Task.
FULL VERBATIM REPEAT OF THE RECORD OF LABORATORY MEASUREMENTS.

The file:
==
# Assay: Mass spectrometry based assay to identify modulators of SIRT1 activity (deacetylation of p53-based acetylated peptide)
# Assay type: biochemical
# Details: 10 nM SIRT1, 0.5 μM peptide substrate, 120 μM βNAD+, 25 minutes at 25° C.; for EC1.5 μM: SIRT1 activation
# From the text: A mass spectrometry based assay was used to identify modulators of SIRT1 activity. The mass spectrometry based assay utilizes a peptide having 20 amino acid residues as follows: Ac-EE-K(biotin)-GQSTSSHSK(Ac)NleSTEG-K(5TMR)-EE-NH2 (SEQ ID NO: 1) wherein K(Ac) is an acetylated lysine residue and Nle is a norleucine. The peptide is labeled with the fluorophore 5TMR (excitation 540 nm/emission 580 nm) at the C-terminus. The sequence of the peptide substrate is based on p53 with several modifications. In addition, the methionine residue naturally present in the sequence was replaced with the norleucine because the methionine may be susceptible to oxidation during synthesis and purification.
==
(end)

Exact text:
# Assay: Mass spectrometry based assay to identify modulators of SIRT1 activity (deacetylation of p53-based acetylated peptide)
# Assay type: biochemical
# Details: 10 nM SIRT1, 0.5 μM peptide substrate, 120 μM βNAD+, 25 minutes at 25° C.; for EC1.5 μM: SIRT1 activation
# From the text: A mass spectrometry based assay was used to identify modulators of SIRT1 activity. The mass spectrometry based assay utilizes a peptide having 20 amino acid residues as follows: Ac-EE-K(biotin)-GQSTSSHSK(Ac)NleSTEG-K(5TMR)-EE-NH2 (SEQ ID NO: 1) wherein K(Ac) is an acetylated lysine residue and Nle is a norleucine. The peptide is labeled with the fluorophore 5TMR (excitation 540 nm/emission 580 nm) at the C-terminus. The sequence of the peptide substrate is based on p53 with several modifications. In addition, the methionine residue naturally present in the sequence was replaced with the norleucine because the methionine may be susceptible to oxidation during synthesis and purification.